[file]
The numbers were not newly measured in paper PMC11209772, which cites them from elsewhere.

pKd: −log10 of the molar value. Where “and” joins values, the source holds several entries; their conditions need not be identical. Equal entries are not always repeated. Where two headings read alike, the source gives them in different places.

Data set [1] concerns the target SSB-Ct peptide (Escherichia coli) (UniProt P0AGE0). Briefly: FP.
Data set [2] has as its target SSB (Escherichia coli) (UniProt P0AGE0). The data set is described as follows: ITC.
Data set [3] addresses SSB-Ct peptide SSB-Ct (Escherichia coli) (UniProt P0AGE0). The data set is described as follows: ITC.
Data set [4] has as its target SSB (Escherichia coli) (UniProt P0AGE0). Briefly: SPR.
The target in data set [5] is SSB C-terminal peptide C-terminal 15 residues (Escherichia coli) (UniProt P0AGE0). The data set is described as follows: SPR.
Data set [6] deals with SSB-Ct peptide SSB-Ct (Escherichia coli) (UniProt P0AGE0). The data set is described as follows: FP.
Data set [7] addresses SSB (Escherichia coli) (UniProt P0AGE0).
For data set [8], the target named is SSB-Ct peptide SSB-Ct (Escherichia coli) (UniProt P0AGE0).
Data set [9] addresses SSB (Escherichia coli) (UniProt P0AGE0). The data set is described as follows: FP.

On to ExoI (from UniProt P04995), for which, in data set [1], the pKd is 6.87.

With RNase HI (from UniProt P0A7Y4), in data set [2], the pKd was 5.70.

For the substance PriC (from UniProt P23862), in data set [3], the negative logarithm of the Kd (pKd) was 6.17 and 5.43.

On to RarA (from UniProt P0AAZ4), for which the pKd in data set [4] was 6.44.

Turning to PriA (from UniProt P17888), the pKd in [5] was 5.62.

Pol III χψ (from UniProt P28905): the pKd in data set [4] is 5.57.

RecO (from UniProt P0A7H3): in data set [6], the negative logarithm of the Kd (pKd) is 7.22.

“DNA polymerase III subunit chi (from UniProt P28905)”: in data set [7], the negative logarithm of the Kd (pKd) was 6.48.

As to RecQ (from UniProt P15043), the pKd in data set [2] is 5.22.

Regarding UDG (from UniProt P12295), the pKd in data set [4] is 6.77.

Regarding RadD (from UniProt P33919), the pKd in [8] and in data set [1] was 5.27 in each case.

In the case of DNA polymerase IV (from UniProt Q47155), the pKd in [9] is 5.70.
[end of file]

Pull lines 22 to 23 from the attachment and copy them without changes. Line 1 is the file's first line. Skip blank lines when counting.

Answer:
Regarding RadD (from UniProt P33919), the pKd in [8] and in data set [1] was 5.27 in each case.

In the case of DNA polymerase IV (from UniProt Q47155), the pKd in [9] is 5.70.